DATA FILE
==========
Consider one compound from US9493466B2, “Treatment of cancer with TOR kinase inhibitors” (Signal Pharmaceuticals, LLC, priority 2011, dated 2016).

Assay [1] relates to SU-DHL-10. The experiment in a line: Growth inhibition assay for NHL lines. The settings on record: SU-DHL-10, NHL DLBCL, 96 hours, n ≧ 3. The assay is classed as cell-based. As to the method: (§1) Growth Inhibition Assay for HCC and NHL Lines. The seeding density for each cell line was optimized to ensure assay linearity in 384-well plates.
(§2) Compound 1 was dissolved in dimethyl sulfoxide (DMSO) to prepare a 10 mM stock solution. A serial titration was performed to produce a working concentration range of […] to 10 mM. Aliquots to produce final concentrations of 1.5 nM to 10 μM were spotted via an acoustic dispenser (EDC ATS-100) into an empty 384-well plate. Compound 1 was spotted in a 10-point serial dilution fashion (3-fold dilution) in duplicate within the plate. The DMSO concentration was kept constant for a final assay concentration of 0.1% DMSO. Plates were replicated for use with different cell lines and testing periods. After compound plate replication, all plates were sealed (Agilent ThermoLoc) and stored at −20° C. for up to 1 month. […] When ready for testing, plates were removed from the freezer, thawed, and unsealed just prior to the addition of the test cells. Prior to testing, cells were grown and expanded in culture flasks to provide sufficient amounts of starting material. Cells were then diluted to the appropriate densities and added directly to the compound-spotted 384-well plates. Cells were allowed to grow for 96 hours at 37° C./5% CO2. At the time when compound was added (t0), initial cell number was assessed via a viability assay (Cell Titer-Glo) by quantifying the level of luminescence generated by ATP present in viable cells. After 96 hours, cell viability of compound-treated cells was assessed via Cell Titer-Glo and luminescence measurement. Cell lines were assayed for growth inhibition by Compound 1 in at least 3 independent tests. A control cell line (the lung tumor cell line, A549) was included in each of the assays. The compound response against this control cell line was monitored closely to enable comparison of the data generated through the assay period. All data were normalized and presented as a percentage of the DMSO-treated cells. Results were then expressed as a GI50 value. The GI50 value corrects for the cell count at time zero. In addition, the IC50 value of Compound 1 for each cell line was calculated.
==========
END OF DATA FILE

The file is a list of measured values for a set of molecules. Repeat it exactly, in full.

Consider one compound from US9493466B2, “Treatment of cancer with TOR kinase inhibitors” (Signal Pharmaceuticals, LLC, priority 2011, dated 2016).

Assay [1] relates to SU-DHL-10. The experiment in a line: Growth inhibition assay for NHL lines. The settings on record: SU-DHL-10, NHL DLBCL, 96 hours, n ≧ 3. The assay is classed as cell-based. As to the method: (§1) Growth Inhibition Assay for HCC and NHL Lines. The seeding density for each cell line was optimized to ensure assay linearity in 384-well plates.
(§2) Compound 1 was dissolved in dimethyl sulfoxide (DMSO) to prepare a 10 mM stock solution. A serial titration was performed to produce a working concentration range of […] to 10 mM. Aliquots to produce final concentrations of 1.5 nM to 10 μM were spotted via an acoustic dispenser (EDC ATS-100) into an empty 384-well plate. Compound 1 was spotted in a 10-point serial dilution fashion (3-fold dilution) in duplicate within the plate. The DMSO concentration was kept constant for a final assay concentration of 0.1% DMSO. Plates were replicated for use with different cell lines and testing periods. After compound plate replication, all plates were sealed (Agilent ThermoLoc) and stored at −20° C. for up to 1 month. […] When ready for testing, plates were removed from the freezer, thawed, and unsealed just prior to the addition of the test cells. Prior to testing, cells were grown and expanded in culture flasks to provide sufficient amounts of starting material. Cells were then diluted to the appropriate densities and added directly to the compound-spotted 384-well plates. Cells were allowed to grow for 96 hours at 37° C./5% CO2. At the time when compound was added (t0), initial cell number was assessed via a viability assay (Cell Titer-Glo) by quantifying the level of luminescence generated by ATP present in viable cells. After 96 hours, cell viability of compound-treated cells was assessed via Cell Titer-Glo and luminescence measurement. Cell lines were assayed for growth inhibition by Compound 1 in at least 3 independent tests. A control cell line (the lung tumor cell line, A549) was included in each of the assays. The compound response against this control cell line was monitored closely to enable comparison of the data generated through the assay period. All data were normalized and presented as a percentage of the DMSO-treated cells. Results were then expressed as a GI50 value. The GI50 value corrects for the cell count at time zero. In addition, the IC50 value of Compound 1 for each cell line was calculated.